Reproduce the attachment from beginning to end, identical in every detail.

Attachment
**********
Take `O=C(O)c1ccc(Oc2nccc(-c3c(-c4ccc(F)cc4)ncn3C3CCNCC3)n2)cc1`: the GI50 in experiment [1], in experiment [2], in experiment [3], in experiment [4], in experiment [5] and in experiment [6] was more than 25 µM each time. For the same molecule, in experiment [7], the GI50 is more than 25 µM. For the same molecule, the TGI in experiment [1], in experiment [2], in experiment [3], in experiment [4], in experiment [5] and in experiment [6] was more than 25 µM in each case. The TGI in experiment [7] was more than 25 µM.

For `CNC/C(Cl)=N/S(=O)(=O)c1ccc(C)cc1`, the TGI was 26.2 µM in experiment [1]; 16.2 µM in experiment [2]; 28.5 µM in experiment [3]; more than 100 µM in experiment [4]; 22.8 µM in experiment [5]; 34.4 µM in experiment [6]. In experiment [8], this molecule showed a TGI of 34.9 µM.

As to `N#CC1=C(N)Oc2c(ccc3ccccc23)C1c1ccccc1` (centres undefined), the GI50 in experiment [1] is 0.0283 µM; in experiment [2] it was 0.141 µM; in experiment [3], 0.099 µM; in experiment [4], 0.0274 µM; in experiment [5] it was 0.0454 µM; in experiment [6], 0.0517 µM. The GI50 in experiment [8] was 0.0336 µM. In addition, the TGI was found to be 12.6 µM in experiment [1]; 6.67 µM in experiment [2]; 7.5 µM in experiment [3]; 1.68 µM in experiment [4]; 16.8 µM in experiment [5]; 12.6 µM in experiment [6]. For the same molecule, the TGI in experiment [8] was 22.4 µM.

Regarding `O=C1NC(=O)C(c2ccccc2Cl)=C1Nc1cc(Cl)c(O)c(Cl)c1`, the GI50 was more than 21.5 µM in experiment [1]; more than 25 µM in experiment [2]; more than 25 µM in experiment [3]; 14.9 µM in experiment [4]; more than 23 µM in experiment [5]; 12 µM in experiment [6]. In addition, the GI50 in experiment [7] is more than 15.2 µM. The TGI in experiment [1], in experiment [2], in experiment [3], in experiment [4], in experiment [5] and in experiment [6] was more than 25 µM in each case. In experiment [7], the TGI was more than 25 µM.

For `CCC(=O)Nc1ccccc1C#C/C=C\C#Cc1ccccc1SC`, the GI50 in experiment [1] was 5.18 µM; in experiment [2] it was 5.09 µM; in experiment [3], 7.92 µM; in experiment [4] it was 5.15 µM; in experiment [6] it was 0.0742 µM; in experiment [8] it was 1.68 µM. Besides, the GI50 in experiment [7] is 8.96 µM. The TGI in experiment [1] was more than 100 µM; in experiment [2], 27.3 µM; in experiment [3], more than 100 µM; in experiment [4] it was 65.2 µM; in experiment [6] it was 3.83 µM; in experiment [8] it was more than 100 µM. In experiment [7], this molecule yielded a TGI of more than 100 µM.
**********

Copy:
Take `O=C(O)c1ccc(Oc2nccc(-c3c(-c4ccc(F)cc4)ncn3C3CCNCC3)n2)cc1`: the GI50 in experiment [1], in experiment [2], in experiment [3], in experiment [4], in experiment [5] and in experiment [6] was more than 25 µM each time. For the same molecule, in experiment [7], the GI50 is more than 25 µM. For the same molecule, the TGI in experiment [1], in experiment [2], in experiment [3], in experiment [4], in experiment [5] and in experiment [6] was more than 25 µM in each case. The TGI in experiment [7] was more than 25 µM.

For `CNC/C(Cl)=N/S(=O)(=O)c1ccc(C)cc1`, the TGI was 26.2 µM in experiment [1]; 16.2 µM in experiment [2]; 28.5 µM in experiment [3]; more than 100 µM in experiment [4]; 22.8 µM in experiment [5]; 34.4 µM in experiment [6]. In experiment [8], this molecule showed a TGI of 34.9 µM.

As to `N#CC1=C(N)Oc2c(ccc3ccccc23)C1c1ccccc1` (centres undefined), the GI50 in experiment [1] is 0.0283 µM; in experiment [2] it was 0.141 µM; in experiment [3], 0.099 µM; in experiment [4], 0.0274 µM; in experiment [5] it was 0.0454 µM; in experiment [6], 0.0517 µM. The GI50 in experiment [8] was 0.0336 µM. In addition, the TGI was found to be 12.6 µM in experiment [1]; 6.67 µM in experiment [2]; 7.5 µM in experiment [3]; 1.68 µM in experiment [4]; 16.8 µM in experiment [5]; 12.6 µM in experiment [6]. For the same molecule, the TGI in experiment [8] was 22.4 µM.

Regarding `O=C1NC(=O)C(c2ccccc2Cl)=C1Nc1cc(Cl)c(O)c(Cl)c1`, the GI50 was more than 21.5 µM in experiment [1]; more than 25 µM in experiment [2]; more than 25 µM in experiment [3]; 14.9 µM in experiment [4]; more than 23 µM in experiment [5]; 12 µM in experiment [6]. In addition, the GI50 in experiment [7] is more than 15.2 µM. The TGI in experiment [1], in experiment [2], in experiment [3], in experiment [4], in experiment [5] and in experiment [6] was more than 25 µM in each case. In experiment [7], the TGI was more than 25 µM.

For `CCC(=O)Nc1ccccc1C#C/C=C\C#Cc1ccccc1SC`, the GI50 in experiment [1] was 5.18 µM; in experiment [2] it was 5.09 µM; in experiment [3], 7.92 µM; in experiment [4] it was 5.15 µM; in experiment [6] it was 0.0742 µM; in experiment [8] it was 1.68 µM. Besides, the GI50 in experiment [7] is 8.96 µM. The TGI in experiment [1] was more than 100 µM; in experiment [2], 27.3 µM; in experiment [3], more than 100 µM; in experiment [4] it was 65.2 µM; in experiment [6] it was 3.83 µM; in experiment [8] it was more than 100 µM. In experiment [7], this molecule yielded a TGI of more than 100 µM.